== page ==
Throughout his remarks, Beaton made repeated reference to maximizing the effectiveness of every dollar spent on clean energy programs and ensuring that costs were not overly burdensome for Massachusetts ratepayers. Despite re-commitments to the Global Warming Solutions Act’s greenhouse gas emissions reductions targets and the state’s energy efficiency programs, Beaton left the podium to noticeably moderate applause from the crowd of clean energy advocates and stakeholders. Perhaps more than anything else, this was emblematic of the tensions and uneasiness that surround the forthcoming legislative battles as groups jockey for position.
This article was co-authored by Jo Anne Shatkin, Founder at Vireo Advisors.
In its first step towards regulating nanoscale materials, EPA plans to impose a one-time electronic reporting and recordkeeping requirement under TSCA on manufacturer (“manufacturer” is defined to include importers) and processors of particles ranging from 1-100 nanometers and exhibiting unique characteristics due to their size.
While the potential Iran nuclear deal, the budget, and spending bills dominate Congress’ attention leading up to the Memorial Day recess, committees in both chambers have not forgotten about energy policy, with several hearings on the docket. Meanwhile, the Obama Administration used last week’s Earth Day celebration to reveal part one of the Quadrennial Energy Review along with several energy and environment executive actions. Read more in the latest Energy and Environment Update from ML Strategies.
Despite downward pressure on oil and gas prices in recent years, solar, wind, and other alternative energy forms have maintained their popularity. In a recent article on FuelFix.com, Mintz Levin’s Tom Burton and Paul Dickerson discuss where this energy market trend stems from. Moving forward, they also analyze what these changes mean for America’s energy future. Click here for the full take.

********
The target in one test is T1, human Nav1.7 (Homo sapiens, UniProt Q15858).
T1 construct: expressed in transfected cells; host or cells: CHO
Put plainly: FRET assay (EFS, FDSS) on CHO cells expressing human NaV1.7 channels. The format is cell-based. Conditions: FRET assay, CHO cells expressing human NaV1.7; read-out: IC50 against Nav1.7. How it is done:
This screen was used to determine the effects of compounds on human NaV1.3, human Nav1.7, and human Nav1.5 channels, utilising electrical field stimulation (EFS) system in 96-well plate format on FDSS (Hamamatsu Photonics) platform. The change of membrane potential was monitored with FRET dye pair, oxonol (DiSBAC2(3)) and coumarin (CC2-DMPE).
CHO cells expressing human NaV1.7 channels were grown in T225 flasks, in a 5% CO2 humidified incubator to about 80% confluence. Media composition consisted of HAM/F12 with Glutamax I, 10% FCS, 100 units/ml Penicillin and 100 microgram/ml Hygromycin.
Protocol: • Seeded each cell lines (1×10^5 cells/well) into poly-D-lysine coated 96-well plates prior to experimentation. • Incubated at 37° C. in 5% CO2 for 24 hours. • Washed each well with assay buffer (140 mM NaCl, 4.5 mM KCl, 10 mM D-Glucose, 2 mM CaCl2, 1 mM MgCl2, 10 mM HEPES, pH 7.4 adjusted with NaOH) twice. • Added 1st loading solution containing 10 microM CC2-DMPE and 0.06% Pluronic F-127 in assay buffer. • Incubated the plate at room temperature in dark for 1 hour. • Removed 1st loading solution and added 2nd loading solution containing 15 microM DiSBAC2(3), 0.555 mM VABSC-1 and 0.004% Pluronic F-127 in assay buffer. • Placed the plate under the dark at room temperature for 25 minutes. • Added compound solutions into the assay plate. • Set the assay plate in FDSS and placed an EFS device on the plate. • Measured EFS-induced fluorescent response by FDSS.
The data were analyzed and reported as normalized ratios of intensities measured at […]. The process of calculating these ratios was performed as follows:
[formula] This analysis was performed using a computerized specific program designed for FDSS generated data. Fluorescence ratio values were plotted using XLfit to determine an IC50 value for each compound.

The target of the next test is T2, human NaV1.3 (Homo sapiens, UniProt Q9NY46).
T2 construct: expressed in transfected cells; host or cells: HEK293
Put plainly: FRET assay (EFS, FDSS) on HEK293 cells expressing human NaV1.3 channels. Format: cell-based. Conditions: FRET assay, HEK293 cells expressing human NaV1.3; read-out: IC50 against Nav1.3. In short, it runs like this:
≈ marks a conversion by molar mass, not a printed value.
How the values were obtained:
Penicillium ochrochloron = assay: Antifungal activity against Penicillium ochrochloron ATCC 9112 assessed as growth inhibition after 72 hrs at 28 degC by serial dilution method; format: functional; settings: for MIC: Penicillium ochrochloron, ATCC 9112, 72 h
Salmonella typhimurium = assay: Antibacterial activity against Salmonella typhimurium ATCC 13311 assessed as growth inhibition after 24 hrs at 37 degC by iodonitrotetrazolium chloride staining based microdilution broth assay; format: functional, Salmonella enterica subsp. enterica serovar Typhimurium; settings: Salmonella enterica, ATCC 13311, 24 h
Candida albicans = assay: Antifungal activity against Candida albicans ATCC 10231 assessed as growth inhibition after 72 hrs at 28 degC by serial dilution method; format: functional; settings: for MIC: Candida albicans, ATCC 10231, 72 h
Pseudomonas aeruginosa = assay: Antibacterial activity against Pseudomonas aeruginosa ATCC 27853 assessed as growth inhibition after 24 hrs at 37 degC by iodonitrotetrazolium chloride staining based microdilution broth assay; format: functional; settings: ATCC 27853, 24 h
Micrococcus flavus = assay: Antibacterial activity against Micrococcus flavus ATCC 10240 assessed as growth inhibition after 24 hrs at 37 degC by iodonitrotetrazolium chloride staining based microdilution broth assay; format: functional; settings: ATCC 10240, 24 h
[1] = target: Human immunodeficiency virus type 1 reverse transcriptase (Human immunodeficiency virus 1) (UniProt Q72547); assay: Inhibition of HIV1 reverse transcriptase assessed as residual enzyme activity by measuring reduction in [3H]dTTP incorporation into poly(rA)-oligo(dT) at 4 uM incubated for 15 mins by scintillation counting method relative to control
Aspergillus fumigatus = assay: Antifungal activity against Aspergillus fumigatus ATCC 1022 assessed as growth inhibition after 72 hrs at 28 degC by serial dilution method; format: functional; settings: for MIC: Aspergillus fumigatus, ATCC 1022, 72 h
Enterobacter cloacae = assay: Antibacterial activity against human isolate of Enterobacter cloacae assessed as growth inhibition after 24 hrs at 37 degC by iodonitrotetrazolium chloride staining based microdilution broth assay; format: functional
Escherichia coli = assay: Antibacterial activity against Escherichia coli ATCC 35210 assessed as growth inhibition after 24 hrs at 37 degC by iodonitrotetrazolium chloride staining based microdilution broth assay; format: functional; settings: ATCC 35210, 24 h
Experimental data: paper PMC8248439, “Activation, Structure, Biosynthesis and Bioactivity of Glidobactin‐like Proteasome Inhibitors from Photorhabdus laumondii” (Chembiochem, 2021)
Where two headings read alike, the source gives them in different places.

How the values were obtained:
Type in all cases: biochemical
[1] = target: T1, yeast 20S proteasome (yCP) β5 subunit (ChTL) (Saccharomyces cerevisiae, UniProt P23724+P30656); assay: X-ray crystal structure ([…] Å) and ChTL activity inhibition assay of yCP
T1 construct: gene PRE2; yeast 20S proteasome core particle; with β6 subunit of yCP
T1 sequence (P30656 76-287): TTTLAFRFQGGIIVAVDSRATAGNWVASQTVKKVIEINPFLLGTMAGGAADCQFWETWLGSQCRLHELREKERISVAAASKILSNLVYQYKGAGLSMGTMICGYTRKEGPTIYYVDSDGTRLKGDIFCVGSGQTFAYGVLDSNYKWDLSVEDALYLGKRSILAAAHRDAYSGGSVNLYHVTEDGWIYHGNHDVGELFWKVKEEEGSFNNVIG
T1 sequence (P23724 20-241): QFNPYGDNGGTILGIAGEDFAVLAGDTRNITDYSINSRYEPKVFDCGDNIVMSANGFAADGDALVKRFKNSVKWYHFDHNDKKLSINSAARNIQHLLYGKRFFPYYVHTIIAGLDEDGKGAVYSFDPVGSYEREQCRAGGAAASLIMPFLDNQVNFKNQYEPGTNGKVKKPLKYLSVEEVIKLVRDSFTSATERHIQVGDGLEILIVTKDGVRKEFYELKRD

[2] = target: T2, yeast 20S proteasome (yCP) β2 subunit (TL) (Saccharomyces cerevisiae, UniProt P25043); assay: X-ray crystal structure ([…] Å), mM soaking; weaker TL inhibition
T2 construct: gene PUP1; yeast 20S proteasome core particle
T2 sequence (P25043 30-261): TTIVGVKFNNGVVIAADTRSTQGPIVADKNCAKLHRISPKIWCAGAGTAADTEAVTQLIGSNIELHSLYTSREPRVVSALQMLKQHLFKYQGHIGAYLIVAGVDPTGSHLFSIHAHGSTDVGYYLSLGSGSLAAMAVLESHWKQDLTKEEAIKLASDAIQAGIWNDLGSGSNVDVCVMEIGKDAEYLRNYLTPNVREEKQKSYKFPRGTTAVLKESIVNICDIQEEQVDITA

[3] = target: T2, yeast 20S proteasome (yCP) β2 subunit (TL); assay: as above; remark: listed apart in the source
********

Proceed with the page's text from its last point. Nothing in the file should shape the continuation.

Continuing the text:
The recent 7-2 U.S. Supreme Court decision in Oneok, Inc. et al. v. Learjet, Inc. et al. ruled that state law antitrust claims brought against interstate pipeline companies by a group of manufacturers and other retail buyers of natural gas are not pre-empted by the Natural Gas Act. The two dissenting voices, Justice Scalia and Chief Justice Roberts, set forth in their opinion that the Court “smudges” the “firm line” drawn by the Court’s prior cases between national and local authority over the natural gas trade. Though the battle over pre-emption and the division of power between federal and state regulators under the Natural Gas Act is not new, this case, as discussed in this alert, revives an issue that the dissent asserts was “settled beyond debate” by Public Util. Comm’n of Ohio v. United Fuel Gas Co., 317 U.S. 456 (1943) and its progeny.
If you have an idea for the next great company, but can’t quite figure out how to communicate it, listen up! On Thursday, May 7th at 5pm, Mintz Levin is hosting a panel discussion on how emerging companies can craft compelling stories that hook consumers and investors. Chuck Goldstone, Executive Director at the New Venture Institute, and Mintz Levin’s own Scott Samuels will examine the art and the underlying science of persuasive communications, dispel myths about the pitch presentation, and provide best practices for the most successful start-ups.
Developing an engaging pitch that is clear and memorable is essential to separating your start up from the rest of the competitive landscape. Register by May 1st for this information packed evening at the Venture Café at CIC Cambridge.
The value of a company’s NOL carryforward may be one of its most valuable assets, particularly for energy technology companies that have funded long and expensive development cycles to get to market.
Matthew Gardella, a member in Mintz Levin’s corporate and securities section, was recently featured on DealLawyers.com on preserving a company’s Net Operating Loss Carryforward. The potential to lose the benefits of NOLs due to changes in shareholder base can be a particular concern for publicly-traded companies, whose ownership base is inherently fluid. In 2014, the number of companies adopting NOL Rights Plans hit a three-year high. Read more from Matt’s article at DealLawyers.com